One of the reasons Becky and I moved to Montana, aside from great fishing, hiking, golf, and boating, was to live near a downhill ski area. The Flathead Valley, it turns out, has two. Whitefish Mountain, a world class ski resort, towers above the beautiful little community of Whitefish. From the Summit House, one can see into Glacier National Park, the Bob Marshall Wilderness, and the Canadian Rockies. Blacktail Mountain, located high above the shore town of Lakeside, is a less cosmopolitan more laid-back version of Whitefish, and overlooks the pristine waters of Flathead Lake, with the snow-capped peaks of the Swan Range as a backdrop. Both Resorts are breathtaking, and both provide a vast and varied array of easy, moderate, and more difficult runs.
The very first winter we lived in Bigfork, some twenty-four years ago, we outfitted ourselves with new downhill skis, boots, and the latest North Face gear. I knew how to ski, she didn’t, so her decision to take a lesson on the only beginner class available at the time, the Bunny Slope, made sense. Never mind that fellow classmates were only five-years-old, and never mind that she’d never mounted or dismounted a kiddie-sized disk-lift in her life. “Five-year-olds can do this,” she said, and waved me off to “have fun.” It wasn’t until much later, after a tense and silent ride home, that I learned what occurred that day at the Bunny Slope, while I was away having fun. And why, when I finally caught up to her, I found her anchored to a bar stool in one of the lodges, madder than a hornet, nursing her third mulled wine.
It turns out that the disk-lift was too much for Becky’s first time on skis—the dismount more than the mount—leading her new instructor to lose his cool. After racing to assist her each time she fell off the disk and couldn’t get up, he told her to take off her skis and walk to the starting point. Frustrated and humiliated, with no clue as to proper ski posture, or that ski poles are meant to steady and increase speed, not slow a person down, she did her best to “make a V and head toward him slowly.” Attempting to balance with her poles, she crouched forward, froze, and dug into the snow. “The next thing I remember,” she cried, “I rammed him below the belt with my head and we hit the ground. I couldn’t move. My skis crossed behind me. He screamed ‘get her off,’ but no one could stop laughing long enough to offer a hand.’” I didn’t pressure her into trying again, but a couple of weeks later she did.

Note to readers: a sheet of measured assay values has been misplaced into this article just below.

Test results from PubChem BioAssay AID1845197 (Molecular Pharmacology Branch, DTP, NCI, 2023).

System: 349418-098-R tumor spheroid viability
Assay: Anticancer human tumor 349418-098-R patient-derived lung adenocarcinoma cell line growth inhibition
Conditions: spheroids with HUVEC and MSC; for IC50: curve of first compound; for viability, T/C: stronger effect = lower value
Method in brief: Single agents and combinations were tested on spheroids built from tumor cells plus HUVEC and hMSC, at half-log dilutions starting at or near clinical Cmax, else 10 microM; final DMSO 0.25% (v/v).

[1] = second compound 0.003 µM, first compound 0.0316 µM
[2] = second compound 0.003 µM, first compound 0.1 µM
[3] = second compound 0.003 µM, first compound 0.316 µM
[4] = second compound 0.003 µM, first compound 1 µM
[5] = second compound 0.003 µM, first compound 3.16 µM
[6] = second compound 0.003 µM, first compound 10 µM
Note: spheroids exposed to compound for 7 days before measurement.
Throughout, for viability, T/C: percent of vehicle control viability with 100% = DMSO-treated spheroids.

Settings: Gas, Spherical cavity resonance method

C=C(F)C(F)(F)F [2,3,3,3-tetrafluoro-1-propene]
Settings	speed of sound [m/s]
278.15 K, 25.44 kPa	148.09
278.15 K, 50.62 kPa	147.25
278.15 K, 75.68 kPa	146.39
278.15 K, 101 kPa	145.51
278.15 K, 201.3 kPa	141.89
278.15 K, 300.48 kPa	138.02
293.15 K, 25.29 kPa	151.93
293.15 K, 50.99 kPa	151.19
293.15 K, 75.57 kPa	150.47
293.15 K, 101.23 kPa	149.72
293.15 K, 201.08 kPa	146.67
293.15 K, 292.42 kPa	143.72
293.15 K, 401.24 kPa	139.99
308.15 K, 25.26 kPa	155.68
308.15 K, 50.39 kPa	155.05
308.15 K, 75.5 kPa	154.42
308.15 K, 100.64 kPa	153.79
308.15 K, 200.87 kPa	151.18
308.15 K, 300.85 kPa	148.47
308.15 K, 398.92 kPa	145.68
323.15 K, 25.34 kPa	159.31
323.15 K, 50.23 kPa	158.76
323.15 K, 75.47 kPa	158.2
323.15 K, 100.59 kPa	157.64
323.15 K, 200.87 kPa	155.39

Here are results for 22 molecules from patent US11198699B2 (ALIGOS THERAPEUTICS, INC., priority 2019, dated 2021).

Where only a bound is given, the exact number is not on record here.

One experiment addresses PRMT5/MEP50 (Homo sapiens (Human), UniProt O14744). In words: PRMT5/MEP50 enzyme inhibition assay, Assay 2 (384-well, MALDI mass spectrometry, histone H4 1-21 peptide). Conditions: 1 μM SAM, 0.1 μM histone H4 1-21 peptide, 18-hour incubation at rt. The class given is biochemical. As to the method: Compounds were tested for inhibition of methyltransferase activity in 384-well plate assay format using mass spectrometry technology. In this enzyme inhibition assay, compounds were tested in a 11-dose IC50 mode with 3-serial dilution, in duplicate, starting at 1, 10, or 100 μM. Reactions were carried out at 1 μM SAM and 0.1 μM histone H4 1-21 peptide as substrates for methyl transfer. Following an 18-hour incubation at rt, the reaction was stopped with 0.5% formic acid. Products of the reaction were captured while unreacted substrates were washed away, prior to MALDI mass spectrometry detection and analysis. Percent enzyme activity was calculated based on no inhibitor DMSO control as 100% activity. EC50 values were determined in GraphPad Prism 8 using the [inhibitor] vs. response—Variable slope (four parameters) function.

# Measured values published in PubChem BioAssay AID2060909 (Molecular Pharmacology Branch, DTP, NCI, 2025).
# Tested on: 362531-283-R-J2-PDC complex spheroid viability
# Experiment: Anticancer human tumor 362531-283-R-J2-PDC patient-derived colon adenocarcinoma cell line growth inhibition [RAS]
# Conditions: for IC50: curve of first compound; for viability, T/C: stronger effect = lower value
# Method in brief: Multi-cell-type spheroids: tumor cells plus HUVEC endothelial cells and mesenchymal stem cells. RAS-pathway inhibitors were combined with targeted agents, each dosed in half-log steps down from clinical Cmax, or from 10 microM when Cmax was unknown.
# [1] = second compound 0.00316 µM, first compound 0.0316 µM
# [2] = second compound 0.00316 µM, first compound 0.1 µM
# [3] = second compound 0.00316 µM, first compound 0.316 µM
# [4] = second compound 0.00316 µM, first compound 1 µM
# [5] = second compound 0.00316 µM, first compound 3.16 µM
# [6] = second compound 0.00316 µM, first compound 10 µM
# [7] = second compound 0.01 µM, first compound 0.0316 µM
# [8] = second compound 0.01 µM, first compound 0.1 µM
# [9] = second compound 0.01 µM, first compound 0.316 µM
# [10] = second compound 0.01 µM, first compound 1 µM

More than anything else, I attribute the Hellroaring Saloon and Eatery, a Whitefish Mountain institution of rowdy-overindulgence, highly embellished black-run stories, and bruised-ego wound-licking with Becky’s timely success in learning to ski. The world-famous Mountainous Nachos, an institution in their own right, soon became her non-negotiable reward for hours spent falling and getting back on her skis, until, by the end of our second season, she’d succeeded in exploring every blue run on that mountain with me. “The Hellroaring,”as the place is fondly referred to by locals, hasn’t changed in the twenty-four years we’ve been patrons. And, as of three days ago, the nachos are still a mile high and indecently delicious.
For a closer look at the beautiful little town of Whitefish, Montana, and the Whitefish and Blacktail Mountain Ski Areas, look under the Communities tab on our RiverBend Realty Home Page/Header Menu at www.riverbendbigfork.com and select Whitefish or Lakeside. Flathead Valley, Montana, is a fantastic place to call home.
Keith Palmquist is a Real Estate Broker and the owner of RiverBend Realty in Bigfork, Montana. Keith and his family moved to the Flathead Valley in 1993 from a small town in Kansas. A twenty year veteran-professional with a proven marketing and multi-million dollar Flathead Valley sales record, Keith has experience with all price points and types of real estate transactions.